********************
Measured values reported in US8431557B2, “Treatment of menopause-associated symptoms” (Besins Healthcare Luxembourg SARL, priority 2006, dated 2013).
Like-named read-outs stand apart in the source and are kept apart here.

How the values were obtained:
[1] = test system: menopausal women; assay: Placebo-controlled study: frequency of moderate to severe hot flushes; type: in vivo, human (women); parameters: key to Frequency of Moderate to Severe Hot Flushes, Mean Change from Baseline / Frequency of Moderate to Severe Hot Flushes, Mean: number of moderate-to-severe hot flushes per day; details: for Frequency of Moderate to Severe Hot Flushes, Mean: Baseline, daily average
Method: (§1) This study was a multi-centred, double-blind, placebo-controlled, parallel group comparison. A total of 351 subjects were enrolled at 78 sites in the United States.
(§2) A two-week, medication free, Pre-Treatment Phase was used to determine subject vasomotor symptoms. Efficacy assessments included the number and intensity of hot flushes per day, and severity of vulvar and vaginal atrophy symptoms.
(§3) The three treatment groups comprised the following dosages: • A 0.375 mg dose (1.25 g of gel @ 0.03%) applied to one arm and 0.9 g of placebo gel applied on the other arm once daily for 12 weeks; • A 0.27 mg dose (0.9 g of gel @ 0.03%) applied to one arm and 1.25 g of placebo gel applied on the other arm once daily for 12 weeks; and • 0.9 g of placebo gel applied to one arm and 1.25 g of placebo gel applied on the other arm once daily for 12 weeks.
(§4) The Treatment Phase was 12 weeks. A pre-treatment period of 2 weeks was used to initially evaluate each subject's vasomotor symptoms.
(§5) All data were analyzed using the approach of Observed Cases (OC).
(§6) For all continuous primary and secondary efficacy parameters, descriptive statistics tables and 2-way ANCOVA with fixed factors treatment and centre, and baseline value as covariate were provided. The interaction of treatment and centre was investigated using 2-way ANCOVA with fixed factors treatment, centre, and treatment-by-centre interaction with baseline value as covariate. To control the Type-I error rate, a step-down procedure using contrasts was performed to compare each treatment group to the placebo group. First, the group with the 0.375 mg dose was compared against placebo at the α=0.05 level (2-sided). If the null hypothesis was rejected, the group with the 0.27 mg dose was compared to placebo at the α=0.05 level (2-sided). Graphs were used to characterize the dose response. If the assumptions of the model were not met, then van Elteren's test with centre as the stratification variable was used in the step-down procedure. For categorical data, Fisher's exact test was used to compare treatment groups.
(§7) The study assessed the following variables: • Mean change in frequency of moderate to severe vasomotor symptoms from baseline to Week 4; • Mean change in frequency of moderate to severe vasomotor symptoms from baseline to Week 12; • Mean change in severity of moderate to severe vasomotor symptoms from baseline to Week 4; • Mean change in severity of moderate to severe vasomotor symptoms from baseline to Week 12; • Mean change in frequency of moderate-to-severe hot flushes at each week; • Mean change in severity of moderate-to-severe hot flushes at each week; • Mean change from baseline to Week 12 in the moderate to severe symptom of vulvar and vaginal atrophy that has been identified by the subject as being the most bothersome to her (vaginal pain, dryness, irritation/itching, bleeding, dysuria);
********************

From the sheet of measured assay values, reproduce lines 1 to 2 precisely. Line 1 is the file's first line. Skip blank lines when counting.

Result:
Measured values reported in US8431557B2, “Treatment of menopause-associated symptoms” (Besins Healthcare Luxembourg SARL, priority 2006, dated 2013).
Like-named read-outs stand apart in the source and are kept apart here.